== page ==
Here are the study’s main findings:

Saleswoman

Age Discrimination Affects Women More

Some people might plan to work well into their 60s if they can’t afford to retire, or if they just think they’ll be around a long time. But this strategy is more difficult for women to execute than for men.

A study of employer discrimination in hiring found “strong and robust” evidence that female job applicants in their mid-60s were much less likely to be called in for interviews for low-skill jobs than were younger women. Evidence of age discrimination among older men was more mixed, or even non-existent in one occupation.

“It seems there was age discrimination for women – no matter what,” said Patrick Button, an economist at Tulane University.

To conduct their meticulously designed study, the researchers sent out more than 40,000 mock applications for jobs advertised online in 12 cities. The “applicants” fell into three age groups – 29-31, 49-51, and 64-66 – and submitted resumés in four job categories: retail sales, office administration, security guard, and janitor.

The results confirmed age discrimination, showing a clear decline in callback rates in three of the four occupations – administration, sales, and security – as the workers progressed from their late 20s and early 30s into their mid-60s. … Learn More

Poker chips

Is Betting on Fantasy Sports Addicting?

“The best adrenaline rush ever,” says one of the barrage of fantasy sports commercials broadcast into living rooms this football season.

An adrenaline rush is known to be a hallmark of addiction to other types of gambling, which can trigger the brain’s pleasure center much like the triggers in a drug addict’s brain, according to University of Cambridge psychologists.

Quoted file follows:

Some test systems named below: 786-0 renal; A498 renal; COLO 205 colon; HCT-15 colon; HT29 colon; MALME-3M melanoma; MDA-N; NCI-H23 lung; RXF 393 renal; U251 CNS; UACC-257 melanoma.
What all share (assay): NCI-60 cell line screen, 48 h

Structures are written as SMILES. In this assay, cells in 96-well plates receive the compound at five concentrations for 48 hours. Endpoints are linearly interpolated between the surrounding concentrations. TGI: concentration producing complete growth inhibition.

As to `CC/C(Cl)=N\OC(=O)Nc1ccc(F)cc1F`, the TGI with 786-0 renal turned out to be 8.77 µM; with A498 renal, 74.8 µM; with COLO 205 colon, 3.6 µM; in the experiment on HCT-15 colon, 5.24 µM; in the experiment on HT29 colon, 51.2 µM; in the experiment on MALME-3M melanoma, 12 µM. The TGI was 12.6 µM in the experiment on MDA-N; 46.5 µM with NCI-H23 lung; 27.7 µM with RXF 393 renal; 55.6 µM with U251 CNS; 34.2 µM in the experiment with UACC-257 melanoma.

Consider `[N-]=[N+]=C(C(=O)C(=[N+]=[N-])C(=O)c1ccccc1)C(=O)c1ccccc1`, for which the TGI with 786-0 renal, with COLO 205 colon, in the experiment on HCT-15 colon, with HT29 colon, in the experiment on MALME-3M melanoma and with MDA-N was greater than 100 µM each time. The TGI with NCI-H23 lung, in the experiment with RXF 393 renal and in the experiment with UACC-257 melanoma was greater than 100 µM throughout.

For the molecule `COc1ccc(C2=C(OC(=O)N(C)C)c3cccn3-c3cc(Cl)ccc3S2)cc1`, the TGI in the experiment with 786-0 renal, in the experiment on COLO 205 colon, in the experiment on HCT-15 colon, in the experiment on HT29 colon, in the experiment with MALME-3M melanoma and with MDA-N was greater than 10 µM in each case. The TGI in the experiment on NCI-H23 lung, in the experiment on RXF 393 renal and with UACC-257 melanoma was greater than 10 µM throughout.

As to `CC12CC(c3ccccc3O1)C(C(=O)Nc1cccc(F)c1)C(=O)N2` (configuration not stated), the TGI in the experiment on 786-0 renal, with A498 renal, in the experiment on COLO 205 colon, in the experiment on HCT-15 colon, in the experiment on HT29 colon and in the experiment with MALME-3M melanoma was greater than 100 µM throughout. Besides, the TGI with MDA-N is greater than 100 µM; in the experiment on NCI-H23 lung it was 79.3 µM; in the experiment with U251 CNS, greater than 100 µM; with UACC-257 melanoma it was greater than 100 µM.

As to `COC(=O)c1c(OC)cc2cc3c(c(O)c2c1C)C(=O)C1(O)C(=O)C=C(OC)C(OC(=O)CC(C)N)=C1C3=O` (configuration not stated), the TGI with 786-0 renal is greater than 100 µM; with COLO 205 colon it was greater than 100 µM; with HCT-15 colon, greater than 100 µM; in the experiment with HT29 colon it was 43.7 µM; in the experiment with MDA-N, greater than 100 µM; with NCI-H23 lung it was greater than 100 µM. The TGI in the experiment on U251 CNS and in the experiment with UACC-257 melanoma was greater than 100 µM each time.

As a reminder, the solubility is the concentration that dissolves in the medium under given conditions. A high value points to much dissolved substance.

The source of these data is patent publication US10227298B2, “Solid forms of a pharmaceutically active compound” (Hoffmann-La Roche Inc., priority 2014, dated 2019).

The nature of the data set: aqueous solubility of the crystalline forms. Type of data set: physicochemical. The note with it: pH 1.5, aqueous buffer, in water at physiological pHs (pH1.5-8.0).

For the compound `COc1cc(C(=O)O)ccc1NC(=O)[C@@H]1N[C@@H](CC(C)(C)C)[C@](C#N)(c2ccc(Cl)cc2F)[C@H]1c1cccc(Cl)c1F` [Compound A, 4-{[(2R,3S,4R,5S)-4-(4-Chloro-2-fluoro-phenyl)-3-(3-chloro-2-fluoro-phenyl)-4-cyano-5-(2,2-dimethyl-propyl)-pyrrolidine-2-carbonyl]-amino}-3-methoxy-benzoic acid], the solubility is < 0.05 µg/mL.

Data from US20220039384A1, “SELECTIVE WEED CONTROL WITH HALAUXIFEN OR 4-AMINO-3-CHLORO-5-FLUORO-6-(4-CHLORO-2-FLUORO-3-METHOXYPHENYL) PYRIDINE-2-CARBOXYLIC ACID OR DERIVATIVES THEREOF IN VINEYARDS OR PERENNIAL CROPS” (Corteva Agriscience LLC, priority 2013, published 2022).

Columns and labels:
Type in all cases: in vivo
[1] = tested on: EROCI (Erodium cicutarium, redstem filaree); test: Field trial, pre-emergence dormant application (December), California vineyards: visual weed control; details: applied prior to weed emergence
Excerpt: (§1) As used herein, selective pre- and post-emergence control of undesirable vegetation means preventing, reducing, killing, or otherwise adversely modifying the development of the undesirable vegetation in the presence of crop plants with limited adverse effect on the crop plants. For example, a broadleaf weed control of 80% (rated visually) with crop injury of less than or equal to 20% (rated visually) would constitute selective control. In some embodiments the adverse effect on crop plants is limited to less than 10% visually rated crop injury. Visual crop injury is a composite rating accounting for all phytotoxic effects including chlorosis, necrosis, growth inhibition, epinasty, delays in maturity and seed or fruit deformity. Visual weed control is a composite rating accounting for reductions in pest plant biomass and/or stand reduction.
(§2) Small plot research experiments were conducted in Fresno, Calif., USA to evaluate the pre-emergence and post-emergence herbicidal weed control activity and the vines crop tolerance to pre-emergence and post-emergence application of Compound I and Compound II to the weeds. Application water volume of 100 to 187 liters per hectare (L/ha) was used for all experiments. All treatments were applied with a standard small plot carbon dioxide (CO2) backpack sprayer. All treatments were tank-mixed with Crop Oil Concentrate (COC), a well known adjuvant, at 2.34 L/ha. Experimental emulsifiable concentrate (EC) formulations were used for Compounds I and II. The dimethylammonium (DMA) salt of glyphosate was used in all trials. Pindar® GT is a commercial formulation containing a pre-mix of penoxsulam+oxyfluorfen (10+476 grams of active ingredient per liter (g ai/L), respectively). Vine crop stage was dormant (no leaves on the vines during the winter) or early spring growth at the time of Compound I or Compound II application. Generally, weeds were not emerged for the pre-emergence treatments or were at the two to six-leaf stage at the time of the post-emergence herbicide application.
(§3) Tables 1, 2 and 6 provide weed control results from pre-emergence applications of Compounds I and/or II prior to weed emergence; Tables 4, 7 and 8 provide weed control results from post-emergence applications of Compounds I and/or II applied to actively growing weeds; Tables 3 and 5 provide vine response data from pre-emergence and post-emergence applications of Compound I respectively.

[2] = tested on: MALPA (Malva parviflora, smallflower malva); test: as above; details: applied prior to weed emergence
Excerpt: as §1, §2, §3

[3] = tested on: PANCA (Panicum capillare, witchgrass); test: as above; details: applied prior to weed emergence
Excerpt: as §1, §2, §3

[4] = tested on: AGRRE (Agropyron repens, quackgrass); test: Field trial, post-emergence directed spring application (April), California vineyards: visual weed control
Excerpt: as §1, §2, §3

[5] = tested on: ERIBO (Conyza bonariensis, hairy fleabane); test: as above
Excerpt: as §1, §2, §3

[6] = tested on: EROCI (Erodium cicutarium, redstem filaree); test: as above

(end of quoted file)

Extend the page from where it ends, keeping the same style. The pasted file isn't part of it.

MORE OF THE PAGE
Hundreds of thousands, perhaps millions, of Americans are playing fantasy football and other sports online for money. The Internet has made this so accessible that it could facilitate the rapid-fire betting associated with problematic gambling.

Playing fantasy sports is “as easy as ordering a pizza online … [or] texting your friends,” a relapsed gambler told the New York Times. He said he lost nearly $20,000 on football, tennis, and Japanese basketball. And losing is easy but the odds of winning are long: an investigation by the New York State attorney general found that 1 percent of players “receive the vast majority of the winnings” paid out by two prominent sports fantasy websites. …Learn More

Horse race

What Derails a Planned Retirement Date

Workers are feeling very ambitious these days: one in three plans to retire after age 65. In the 1990s, just one in 10 did.

In reality, though, many older Americans today are retiring before they’d planned, resulting in lower monthly Social Security checks, slimmer 401(k) accounts, and more golden years to pay for.

There’s no shortage of research looking into what derails these plans. But, for the first time, a new study ran a statistical horse race among the various reasons known to impact older workers’ decisions. Health issues finished first in the race, followed by layoffs, and a spouse’s early retirement.

In an ideal world, eliminating these major shocks, along with a few less prevalent shocks that were also analyzed, would reduce the share of older workers retiring earlier than planned, from 37 percent to 27 percent.  [The remaining factors that were still unaccounted for in this analysis could be anything from not liking one’s job to financial or health events that went undetected by the survey.] …Learn More

Image from online tool

Social Security Delay: the Value to You

What matters most in retirement is how much money comes in the door every single month. That’s why this blog – and its sponsor, the Center for Retirement Research – hammers away at the wisdom of delaying when you sign up for Social Security in order to increase the size of your monthly checks.

So here’s a very quick project for the long Thanksgiving weekend: insert your birthday and earnings into this new online tool to get an anonymous, back-of-the-envelope estimate of how much a delay is worth to you.

The age you claim your benefits is crucial, because two out of three households rely on Social Security benefits for more than half of their retirement income. Yet the majority of people still sign up before they’re eligible for their full benefit, which is age 66 for most baby boomers. Monthly benefits are increased for every year of delay, up to age 70.

The cool part of the tool, released last week by the Consumer Financial Protection Bureau and the Social Security Administration, is the sliding feature. It shows how much monthly benefits rise if you change your claiming age from 62 to 66 to 70. Click here to try the tool. …Learn More